The two most contentious issues in the debate over Gov. Kathy Hochul's budget have been the creation of more housing and the finances of the Metropolitan Transportation Authority.
But there has not been enough discussion about how to meld them together.
One of the best ways to build more housing on Long Island is to make better use of plots of land the MTA owns or controls — particularly parking lots — around Long Island Rail Road stations. Each stretch of asphalt is a wide-open swath of opportunity. But too often, towns, villages and hamlets haven't taken advantage of this potential right in front of them.
Using property adjacent to the stations for housing isn't a new concept. It's rarely simple to do. Sometimes, the land isn't owned by the MTA, but by the municipalities. Even when it is MTA land, building on it won't solve the authority's financial problems, which eclipse anything the MTA could reap from selling, swapping or leasing the real estate.
But recent attention on the need for more housing across the region provides the impetus to renew the conversation on how the state agency can work with local governments to jump-start development at available sites.
LOCAL SUCCESS STORIES
Long Island already has some success stories upon which to build, such as Mineola, Ronkonkoma, and Westbury.
In Westbury, the MTA partnered with Mayor Peter Cavallaro to build a parking garage so the authority could create a mixed-use development on what had been a commuter lot. The village rezoned the area and the MTA solicited proposals from developers, ultimately choosing Mill Creek Residential Trust, which could put up more than 200 units and provide more than $600,000 in annual lease payments to the MTA.
In other places, the MTA has used land swaps to expand development opportunities. In Wyandanch, the MTA built a parking garage on land owned by the Town of Babylon, and the town used MTA property for mixed-use development as part of the Wyandanch Rising complex.
Replicating these examples hasn't been easy. The Town of Oyster Bay and the MTA spent years arguing over efforts to redevelop downtown Hicksville. Battles were fought over whether the MTA could and would build a parking garage on its land near the station. Then came dust-ups over the maximum height the town would permit for mixed-use development, how to use MTA and town land, and whether land swaps could occur.
The result was delay and stagnation. While Hicksville's downtown revitalization plans finally are moving forward, they're focused on plazas and streetscaping. Some housing is expected to come to Hicksville, but not the number of units that would create a vibrant, walkable downtown community.
In its own analysis, the MTA highlights five stations and their communities as ripe for the kind of "transit-oriented development" opportunities Hochul wants: New Hyde Park, Westbury, Babylon, Ronkonkoma and Port Jefferson. In Westbury and Ronkonkoma, housing construction and other development is already underway.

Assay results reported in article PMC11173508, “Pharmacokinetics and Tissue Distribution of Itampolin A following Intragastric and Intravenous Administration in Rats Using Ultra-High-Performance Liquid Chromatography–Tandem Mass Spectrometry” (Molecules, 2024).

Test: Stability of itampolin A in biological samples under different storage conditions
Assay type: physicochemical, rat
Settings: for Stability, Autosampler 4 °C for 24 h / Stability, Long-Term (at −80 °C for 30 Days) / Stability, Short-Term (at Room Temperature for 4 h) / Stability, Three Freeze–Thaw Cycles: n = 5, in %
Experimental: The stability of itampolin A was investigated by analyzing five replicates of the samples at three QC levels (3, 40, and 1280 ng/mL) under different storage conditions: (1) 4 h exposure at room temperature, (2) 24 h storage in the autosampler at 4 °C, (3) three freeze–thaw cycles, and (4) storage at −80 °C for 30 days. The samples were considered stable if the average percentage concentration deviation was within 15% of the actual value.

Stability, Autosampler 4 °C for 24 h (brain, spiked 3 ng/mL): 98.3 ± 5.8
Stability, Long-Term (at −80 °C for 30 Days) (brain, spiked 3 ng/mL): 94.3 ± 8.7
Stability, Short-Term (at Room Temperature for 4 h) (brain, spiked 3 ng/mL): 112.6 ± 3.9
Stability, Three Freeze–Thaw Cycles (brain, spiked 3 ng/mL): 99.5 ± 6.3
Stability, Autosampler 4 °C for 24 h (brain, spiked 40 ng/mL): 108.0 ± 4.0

What sets those spots apart is that the MTA owns some of the street-level parking lots. At many other LIRR stations, parking lots and other open space are either municipally owned or privately controlled. That doesn't rule out transit-oriented development but it does put more of the onus on the town or village.
Of course, using these lots for development means finding ways to replace at least some of that parking. Garages can be expensive, although Hochul's infrastructure funds could help. "Last-mile" rides, shuttles, and other options should also be considered.
The possibilities of using MTA property illustrate why it's important to avoid a one-size-fits-all approach when building housing Islandwide. The state should seize the opportunity at LIRR stations and work with communities to establish "organic" plans, an approach that would encourage village and town leaders to be innovative and collaborative.
State, local and MTA officials should examine success stories like Westbury, Patchogue, and Wyandanch to determine why and how they worked. They should better examine and work more closely with locations where more can be done, like Hicksville or other communities along the Main Line where train service is on the rise, like Floral Park or Merillon Avenue.
MTA officials have been down this path before, and should know what works and what doesn't. After all the progress they have made in improving the LIRR, they should have a bigger role in housing solutions.
It's also worth listening to those who've had some success. Even with the zoning and development strides he's made, Cavallaro, the Westbury mayor, said he doesn't support Hochul's current housing proposal. TOD, he says, should go "where it makes sense." But he also suggests every community take an honest look at how it's handling housing, transit and redevelopment, and consider what's possible. Some municipalities, he said, are just "taking a dog-paddle approach, where they're mostly treading water."
"You're not going to be able to do that forever," Cavallaro said.
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